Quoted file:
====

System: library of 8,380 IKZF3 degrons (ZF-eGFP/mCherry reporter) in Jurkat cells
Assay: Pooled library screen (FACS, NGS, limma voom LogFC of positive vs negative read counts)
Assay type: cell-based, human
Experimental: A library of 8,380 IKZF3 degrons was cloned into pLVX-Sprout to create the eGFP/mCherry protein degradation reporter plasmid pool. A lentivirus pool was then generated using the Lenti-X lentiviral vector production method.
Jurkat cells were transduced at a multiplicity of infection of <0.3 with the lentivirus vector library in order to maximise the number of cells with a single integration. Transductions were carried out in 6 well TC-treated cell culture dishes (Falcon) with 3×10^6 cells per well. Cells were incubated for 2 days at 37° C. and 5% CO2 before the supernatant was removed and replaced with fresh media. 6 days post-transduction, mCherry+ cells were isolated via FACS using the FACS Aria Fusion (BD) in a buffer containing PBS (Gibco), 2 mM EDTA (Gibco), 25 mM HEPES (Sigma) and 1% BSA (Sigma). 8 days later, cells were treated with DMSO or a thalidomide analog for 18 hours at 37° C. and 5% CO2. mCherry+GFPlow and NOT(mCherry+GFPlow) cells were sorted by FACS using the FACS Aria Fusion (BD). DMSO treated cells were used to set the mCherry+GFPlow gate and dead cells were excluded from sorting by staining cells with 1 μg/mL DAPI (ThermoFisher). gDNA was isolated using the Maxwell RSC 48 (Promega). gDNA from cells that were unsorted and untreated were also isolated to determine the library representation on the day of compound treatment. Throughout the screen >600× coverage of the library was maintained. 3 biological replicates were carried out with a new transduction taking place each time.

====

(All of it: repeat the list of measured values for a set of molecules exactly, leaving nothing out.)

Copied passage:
System: library of 8,380 IKZF3 degrons (ZF-eGFP/mCherry reporter) in Jurkat cells
Assay: Pooled library screen (FACS, NGS, limma voom LogFC of positive vs negative read counts)
Assay type: cell-based, human
Experimental: A library of 8,380 IKZF3 degrons was cloned into pLVX-Sprout to create the eGFP/mCherry protein degradation reporter plasmid pool. A lentivirus pool was then generated using the Lenti-X lentiviral vector production method.
Jurkat cells were transduced at a multiplicity of infection of <0.3 with the lentivirus vector library in order to maximise the number of cells with a single integration. Transductions were carried out in 6 well TC-treated cell culture dishes (Falcon) with 3×10^6 cells per well. Cells were incubated for 2 days at 37° C. and 5% CO2 before the supernatant was removed and replaced with fresh media. 6 days post-transduction, mCherry+ cells were isolated via FACS using the FACS Aria Fusion (BD) in a buffer containing PBS (Gibco), 2 mM EDTA (Gibco), 25 mM HEPES (Sigma) and 1% BSA (Sigma). 8 days later, cells were treated with DMSO or a thalidomide analog for 18 hours at 37° C. and 5% CO2. mCherry+GFPlow and NOT(mCherry+GFPlow) cells were sorted by FACS using the FACS Aria Fusion (BD). DMSO treated cells were used to set the mCherry+GFPlow gate and dead cells were excluded from sorting by staining cells with 1 μg/mL DAPI (ThermoFisher). gDNA was isolated using the Maxwell RSC 48 (Promega). gDNA from cells that were unsorted and untreated were also isolated to determine the library representation on the day of compound treatment. Throughout the screen >600× coverage of the library was maintained. 3 biological replicates were carried out with a new transduction taking place each time.